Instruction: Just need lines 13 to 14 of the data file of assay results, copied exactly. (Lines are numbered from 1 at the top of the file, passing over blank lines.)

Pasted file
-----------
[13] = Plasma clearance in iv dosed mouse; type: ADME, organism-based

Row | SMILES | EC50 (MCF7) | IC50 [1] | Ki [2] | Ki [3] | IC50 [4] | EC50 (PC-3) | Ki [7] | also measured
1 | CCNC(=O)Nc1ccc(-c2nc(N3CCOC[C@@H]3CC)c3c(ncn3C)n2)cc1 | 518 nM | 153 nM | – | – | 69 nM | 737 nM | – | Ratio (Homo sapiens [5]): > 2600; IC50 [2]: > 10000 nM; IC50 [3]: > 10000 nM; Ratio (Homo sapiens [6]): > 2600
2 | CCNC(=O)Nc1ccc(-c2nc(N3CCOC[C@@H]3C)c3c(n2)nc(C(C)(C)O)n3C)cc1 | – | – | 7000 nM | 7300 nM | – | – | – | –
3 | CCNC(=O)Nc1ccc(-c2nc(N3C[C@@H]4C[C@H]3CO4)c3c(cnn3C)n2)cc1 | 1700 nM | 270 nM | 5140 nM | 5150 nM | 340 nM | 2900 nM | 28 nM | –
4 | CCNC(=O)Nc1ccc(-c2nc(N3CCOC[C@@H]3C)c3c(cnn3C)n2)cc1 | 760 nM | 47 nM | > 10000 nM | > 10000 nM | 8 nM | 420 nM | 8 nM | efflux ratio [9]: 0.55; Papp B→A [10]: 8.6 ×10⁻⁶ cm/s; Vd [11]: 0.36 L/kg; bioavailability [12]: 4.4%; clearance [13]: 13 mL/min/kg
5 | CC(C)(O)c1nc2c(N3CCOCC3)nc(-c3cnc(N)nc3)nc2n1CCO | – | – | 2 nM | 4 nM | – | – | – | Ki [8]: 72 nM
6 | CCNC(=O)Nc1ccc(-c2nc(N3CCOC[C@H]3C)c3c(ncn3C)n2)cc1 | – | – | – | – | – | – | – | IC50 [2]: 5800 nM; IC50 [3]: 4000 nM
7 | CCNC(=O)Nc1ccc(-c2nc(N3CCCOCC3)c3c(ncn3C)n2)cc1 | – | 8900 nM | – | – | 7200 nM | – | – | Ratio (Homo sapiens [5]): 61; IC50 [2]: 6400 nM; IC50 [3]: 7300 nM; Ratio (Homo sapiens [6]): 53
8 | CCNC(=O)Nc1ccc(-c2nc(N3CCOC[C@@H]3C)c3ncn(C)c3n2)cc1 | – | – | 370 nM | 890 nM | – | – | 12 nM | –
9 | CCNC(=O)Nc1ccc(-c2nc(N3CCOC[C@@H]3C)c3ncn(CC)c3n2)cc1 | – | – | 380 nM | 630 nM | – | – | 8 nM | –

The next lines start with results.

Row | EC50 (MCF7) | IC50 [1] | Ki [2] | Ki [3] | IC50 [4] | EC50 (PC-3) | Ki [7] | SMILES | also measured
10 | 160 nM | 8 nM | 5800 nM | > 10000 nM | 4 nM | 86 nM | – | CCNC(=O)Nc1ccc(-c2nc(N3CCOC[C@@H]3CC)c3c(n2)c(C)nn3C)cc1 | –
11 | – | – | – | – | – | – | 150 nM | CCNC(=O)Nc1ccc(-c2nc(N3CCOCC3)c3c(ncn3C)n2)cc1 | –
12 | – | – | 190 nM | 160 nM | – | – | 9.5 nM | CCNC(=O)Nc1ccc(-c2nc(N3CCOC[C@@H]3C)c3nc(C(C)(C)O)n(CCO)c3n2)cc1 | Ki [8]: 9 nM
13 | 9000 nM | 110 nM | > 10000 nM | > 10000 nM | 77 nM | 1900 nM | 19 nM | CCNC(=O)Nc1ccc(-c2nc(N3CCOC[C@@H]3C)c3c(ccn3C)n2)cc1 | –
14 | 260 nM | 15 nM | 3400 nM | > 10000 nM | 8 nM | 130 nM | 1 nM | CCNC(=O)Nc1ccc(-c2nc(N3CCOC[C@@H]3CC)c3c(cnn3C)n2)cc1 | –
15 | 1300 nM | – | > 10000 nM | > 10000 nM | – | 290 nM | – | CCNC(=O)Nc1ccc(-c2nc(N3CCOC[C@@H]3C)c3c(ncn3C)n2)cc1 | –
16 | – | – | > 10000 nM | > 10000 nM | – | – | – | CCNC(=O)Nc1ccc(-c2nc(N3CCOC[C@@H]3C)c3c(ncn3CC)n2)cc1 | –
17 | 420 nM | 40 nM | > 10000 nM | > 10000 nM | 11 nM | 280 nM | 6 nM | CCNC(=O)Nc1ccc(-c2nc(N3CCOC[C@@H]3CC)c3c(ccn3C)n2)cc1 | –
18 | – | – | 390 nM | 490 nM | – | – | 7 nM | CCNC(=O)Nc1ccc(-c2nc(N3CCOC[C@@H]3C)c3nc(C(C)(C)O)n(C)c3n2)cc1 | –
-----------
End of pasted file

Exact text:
Row | EC50 (MCF7) | IC50 [1] | Ki [2] | Ki [3] | IC50 [4] | EC50 (PC-3) | Ki [7] | SMILES | also measured
10 | 160 nM | 8 nM | 5800 nM | > 10000 nM | 4 nM | 86 nM | – | CCNC(=O)Nc1ccc(-c2nc(N3CCOC[C@@H]3CC)c3c(n2)c(C)nn3C)cc1 | –